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Juneau resident Judith Ann George died Aug. 28, 2005, at her residence with her husband Cyril, family members, and friends by her side.
She was born Dec. 14, 1934, in Juneau to the late Judson Brown and Lena (Fournie) Brown. Her paternal grandparents were James Wheeler Brown and Mary (Spurgeon) Brown. She had five sisters, Mary Lekanof, Dorothy Beasley, Geraldine Williams, Vivian Kokotovich and Minnie Dundas, and one brother, Michael Brown.
Judy was Yéil (Raven) moiety and a member of the L'uknax.di (Coho) clan, D'aklaweid yadix, Kaagwaantaan dachxan, and Lukaax.di dachxan. Judy's clan originated from Dry Bay of the Daginaa Ht tribal clan house. Judy's Lingt name was Duksa.aat' Tlaa, and it is from the L'uknax.di clan and refers to her ancestral homeland.
After her parents' divorce, Judy and her sisters lived at the Bethel Beach Home in Juneau. They traveled across the Gulf of Alaska to reach the Eklutna Boarding School in Seward. They were transferred to the Mt. Edgecumbe Boarding School.
Judy graduated in 1953 from Mt. Edgecumbe High School. She attended college in California. Upon her return to Alaska, she worked with the State of Alaska at the Department of Health as the commissioner's secretary. She moved to the Department of Education in the same capacity.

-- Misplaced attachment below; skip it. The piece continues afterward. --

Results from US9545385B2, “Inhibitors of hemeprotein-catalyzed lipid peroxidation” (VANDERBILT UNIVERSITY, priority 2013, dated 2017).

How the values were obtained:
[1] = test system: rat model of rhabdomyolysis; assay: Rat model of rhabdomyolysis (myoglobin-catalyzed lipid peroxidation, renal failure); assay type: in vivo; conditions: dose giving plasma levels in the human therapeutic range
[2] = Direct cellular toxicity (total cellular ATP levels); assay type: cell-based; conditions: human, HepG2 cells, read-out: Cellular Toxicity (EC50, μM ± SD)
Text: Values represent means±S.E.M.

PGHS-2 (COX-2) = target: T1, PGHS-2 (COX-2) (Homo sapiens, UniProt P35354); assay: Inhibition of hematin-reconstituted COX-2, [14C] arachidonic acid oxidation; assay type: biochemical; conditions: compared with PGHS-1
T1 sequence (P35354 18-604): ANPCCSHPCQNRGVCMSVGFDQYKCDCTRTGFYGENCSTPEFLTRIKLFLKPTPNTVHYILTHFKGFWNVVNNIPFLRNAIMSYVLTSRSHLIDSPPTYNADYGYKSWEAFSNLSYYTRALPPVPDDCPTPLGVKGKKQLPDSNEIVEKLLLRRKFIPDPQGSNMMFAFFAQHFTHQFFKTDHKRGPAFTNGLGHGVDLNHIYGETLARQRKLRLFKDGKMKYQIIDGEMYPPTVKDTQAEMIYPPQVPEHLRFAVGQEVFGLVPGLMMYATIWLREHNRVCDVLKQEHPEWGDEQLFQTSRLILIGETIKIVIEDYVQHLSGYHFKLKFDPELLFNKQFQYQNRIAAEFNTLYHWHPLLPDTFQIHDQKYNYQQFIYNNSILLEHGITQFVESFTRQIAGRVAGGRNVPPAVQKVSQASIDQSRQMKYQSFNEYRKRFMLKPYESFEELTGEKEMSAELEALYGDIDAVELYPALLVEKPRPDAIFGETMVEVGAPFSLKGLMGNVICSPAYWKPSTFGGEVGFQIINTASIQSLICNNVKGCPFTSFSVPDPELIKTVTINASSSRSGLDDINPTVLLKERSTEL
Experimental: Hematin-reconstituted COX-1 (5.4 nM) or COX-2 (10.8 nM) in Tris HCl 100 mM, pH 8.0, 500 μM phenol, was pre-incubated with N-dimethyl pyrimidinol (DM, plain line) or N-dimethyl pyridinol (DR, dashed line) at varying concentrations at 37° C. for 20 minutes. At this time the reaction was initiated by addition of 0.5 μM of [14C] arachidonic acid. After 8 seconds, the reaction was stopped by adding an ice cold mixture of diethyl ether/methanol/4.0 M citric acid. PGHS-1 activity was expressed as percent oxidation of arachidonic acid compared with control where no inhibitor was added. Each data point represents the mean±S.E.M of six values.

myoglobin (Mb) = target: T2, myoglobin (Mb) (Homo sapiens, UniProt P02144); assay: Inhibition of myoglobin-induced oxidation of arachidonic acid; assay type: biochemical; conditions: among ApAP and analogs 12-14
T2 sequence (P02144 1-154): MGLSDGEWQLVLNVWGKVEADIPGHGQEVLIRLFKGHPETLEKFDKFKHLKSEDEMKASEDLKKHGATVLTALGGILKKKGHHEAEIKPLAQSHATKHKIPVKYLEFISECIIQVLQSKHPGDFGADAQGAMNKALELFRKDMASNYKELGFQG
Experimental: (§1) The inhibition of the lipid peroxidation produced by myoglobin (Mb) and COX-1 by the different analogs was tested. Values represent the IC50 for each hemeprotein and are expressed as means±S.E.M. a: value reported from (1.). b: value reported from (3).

Judy met Cyril George in 1968 and married two years later. He brought six children to the union. The children are Richard, Jeff, Byron, Joe, Cyril Jr., (deceased) and Roberta "Sister Girl" (Hunter). There are 30 grandchildren and 31 great grandchildren.
Cyril served as mayor of Angoon, while Judy was city planner and grant writer. Their successful projects included the one million dollar dock and warehouse project in Killisnoo and the set up of the first city of Angoon office.
She also worked for Sealaska Corporation by providing enumeration of Southeast community members which would be submitted to the BIA, formulating the Alaska Native Claims Settlement Act (ANCSA).
She was bestowed a second Lingt name by Eddie Jack, Teikweid clan chief of Angoon. She was adopted at a ceremonial koo.éxe and received the name Xin X'eex'. The meaning of this name describes when a bear comes out of its winter hibernation and leaves tracks in the fresh snow. This name was chosen because, as Eddie Jack stated, "Judy left her foot prints in Angoon."
In Juneau, she began an eighteen year career with Central Council/Tlingit & Haida Indian Tribes of Alaska as the assistant to the president. She worked for president's Ray Paddock Jr., and Andrew "John" Hope Jr., and current president Edward Thomas.
She retired from CCTHITA in 1998. She was elected the tribal President of the Tlingit and Haida Indians of the city of Juneau. Successes included sponsoring youth culture camps, becoming an active participant of the AFN Wellness program and the annual Christmas party.
The community, regional and state-wide organizations that she was affiliated with are: Alaska Native Sisterhood, Camp #2/Juneau, Alaska Native Brotherhood Camp #2/Juneau, Alaska Native Education Board, Alaska Unorganized Borough School District, Anchorage Human Rights Commission, Gastineau Channel Senior Services, Gastineau Manor, Juneau Lions Club, SPARC, Statewide Title I ESEA Board, The Salvation Army, Central Council/Tlingit and Haida Indian Tribes of Alaska (2000 Delegate of the Year) and the Tlingit & Haida Community Council.